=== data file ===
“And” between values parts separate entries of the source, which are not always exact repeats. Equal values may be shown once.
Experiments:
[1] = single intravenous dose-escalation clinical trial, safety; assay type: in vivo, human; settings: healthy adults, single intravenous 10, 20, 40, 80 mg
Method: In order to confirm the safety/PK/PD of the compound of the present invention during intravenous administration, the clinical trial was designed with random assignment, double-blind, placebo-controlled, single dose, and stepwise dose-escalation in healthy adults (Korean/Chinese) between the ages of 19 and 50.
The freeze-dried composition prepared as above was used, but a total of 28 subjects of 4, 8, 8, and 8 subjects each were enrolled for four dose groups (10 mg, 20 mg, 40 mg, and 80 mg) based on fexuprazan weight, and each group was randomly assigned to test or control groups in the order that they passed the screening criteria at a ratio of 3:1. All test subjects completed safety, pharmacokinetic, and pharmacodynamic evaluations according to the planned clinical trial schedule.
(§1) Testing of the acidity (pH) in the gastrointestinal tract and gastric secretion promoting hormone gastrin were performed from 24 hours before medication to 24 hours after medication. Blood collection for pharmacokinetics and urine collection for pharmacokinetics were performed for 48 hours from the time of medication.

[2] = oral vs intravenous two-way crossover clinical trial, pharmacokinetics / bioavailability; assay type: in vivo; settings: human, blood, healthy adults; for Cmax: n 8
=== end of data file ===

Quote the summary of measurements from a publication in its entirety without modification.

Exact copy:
“And” between values parts separate entries of the source, which are not always exact repeats. Equal values may be shown once.
Experiments:
[1] = single intravenous dose-escalation clinical trial, safety; assay type: in vivo, human; settings: healthy adults, single intravenous 10, 20, 40, 80 mg
Method: In order to confirm the safety/PK/PD of the compound of the present invention during intravenous administration, the clinical trial was designed with random assignment, double-blind, placebo-controlled, single dose, and stepwise dose-escalation in healthy adults (Korean/Chinese) between the ages of 19 and 50.
The freeze-dried composition prepared as above was used, but a total of 28 subjects of 4, 8, 8, and 8 subjects each were enrolled for four dose groups (10 mg, 20 mg, 40 mg, and 80 mg) based on fexuprazan weight, and each group was randomly assigned to test or control groups in the order that they passed the screening criteria at a ratio of 3:1. All test subjects completed safety, pharmacokinetic, and pharmacodynamic evaluations according to the planned clinical trial schedule.
(§1) Testing of the acidity (pH) in the gastrointestinal tract and gastric secretion promoting hormone gastrin were performed from 24 hours before medication to 24 hours after medication. Blood collection for pharmacokinetics and urine collection for pharmacokinetics were performed for 48 hours from the time of medication.

[2] = oral vs intravenous two-way crossover clinical trial, pharmacokinetics / bioavailability; assay type: in vivo; settings: human, blood, healthy adults; for Cmax: n 8